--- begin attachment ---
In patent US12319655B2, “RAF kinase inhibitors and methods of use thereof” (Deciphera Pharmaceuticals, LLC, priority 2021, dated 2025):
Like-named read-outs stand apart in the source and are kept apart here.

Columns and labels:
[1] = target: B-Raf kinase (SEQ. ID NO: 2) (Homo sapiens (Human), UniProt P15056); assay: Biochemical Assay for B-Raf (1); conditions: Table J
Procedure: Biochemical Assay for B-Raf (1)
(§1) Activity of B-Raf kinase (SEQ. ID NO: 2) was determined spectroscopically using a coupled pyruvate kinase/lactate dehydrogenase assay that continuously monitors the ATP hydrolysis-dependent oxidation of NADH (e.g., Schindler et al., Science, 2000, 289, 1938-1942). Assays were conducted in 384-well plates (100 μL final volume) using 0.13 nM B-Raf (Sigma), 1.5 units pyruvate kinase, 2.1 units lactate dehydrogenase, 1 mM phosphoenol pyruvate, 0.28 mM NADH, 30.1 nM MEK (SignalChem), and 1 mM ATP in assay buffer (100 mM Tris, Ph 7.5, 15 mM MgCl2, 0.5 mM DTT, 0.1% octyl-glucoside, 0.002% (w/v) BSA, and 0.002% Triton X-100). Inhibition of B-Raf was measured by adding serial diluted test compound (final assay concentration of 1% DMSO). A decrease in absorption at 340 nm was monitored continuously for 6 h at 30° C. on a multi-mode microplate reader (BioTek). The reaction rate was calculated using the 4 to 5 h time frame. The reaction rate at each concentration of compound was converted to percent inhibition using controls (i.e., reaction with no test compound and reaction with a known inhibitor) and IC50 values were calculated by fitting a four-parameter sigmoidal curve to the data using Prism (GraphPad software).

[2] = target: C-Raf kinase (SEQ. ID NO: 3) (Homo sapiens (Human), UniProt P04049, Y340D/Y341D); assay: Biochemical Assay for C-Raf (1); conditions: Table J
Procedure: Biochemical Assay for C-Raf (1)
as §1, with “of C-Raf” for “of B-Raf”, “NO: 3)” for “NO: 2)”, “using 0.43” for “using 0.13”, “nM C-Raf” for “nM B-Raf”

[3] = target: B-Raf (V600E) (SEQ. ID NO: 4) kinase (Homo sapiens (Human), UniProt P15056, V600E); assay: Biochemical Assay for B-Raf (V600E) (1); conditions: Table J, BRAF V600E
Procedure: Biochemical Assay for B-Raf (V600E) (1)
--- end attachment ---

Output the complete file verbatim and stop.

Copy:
In patent US12319655B2, “RAF kinase inhibitors and methods of use thereof” (Deciphera Pharmaceuticals, LLC, priority 2021, dated 2025):
Like-named read-outs stand apart in the source and are kept apart here.

Columns and labels:
[1] = target: B-Raf kinase (SEQ. ID NO: 2) (Homo sapiens (Human), UniProt P15056); assay: Biochemical Assay for B-Raf (1); conditions: Table J
Procedure: Biochemical Assay for B-Raf (1)
(§1) Activity of B-Raf kinase (SEQ. ID NO: 2) was determined spectroscopically using a coupled pyruvate kinase/lactate dehydrogenase assay that continuously monitors the ATP hydrolysis-dependent oxidation of NADH (e.g., Schindler et al., Science, 2000, 289, 1938-1942). Assays were conducted in 384-well plates (100 μL final volume) using 0.13 nM B-Raf (Sigma), 1.5 units pyruvate kinase, 2.1 units lactate dehydrogenase, 1 mM phosphoenol pyruvate, 0.28 mM NADH, 30.1 nM MEK (SignalChem), and 1 mM ATP in assay buffer (100 mM Tris, Ph 7.5, 15 mM MgCl2, 0.5 mM DTT, 0.1% octyl-glucoside, 0.002% (w/v) BSA, and 0.002% Triton X-100). Inhibition of B-Raf was measured by adding serial diluted test compound (final assay concentration of 1% DMSO). A decrease in absorption at 340 nm was monitored continuously for 6 h at 30° C. on a multi-mode microplate reader (BioTek). The reaction rate was calculated using the 4 to 5 h time frame. The reaction rate at each concentration of compound was converted to percent inhibition using controls (i.e., reaction with no test compound and reaction with a known inhibitor) and IC50 values were calculated by fitting a four-parameter sigmoidal curve to the data using Prism (GraphPad software).

[2] = target: C-Raf kinase (SEQ. ID NO: 3) (Homo sapiens (Human), UniProt P04049, Y340D/Y341D); assay: Biochemical Assay for C-Raf (1); conditions: Table J
Procedure: Biochemical Assay for C-Raf (1)
as §1, with “of C-Raf” for “of B-Raf”, “NO: 3)” for “NO: 2)”, “using 0.43” for “using 0.13”, “nM C-Raf” for “nM B-Raf”

[3] = target: B-Raf (V600E) (SEQ. ID NO: 4) kinase (Homo sapiens (Human), UniProt P15056, V600E); assay: Biochemical Assay for B-Raf (V600E) (1); conditions: Table J, BRAF V600E
Procedure: Biochemical Assay for B-Raf (V600E) (1)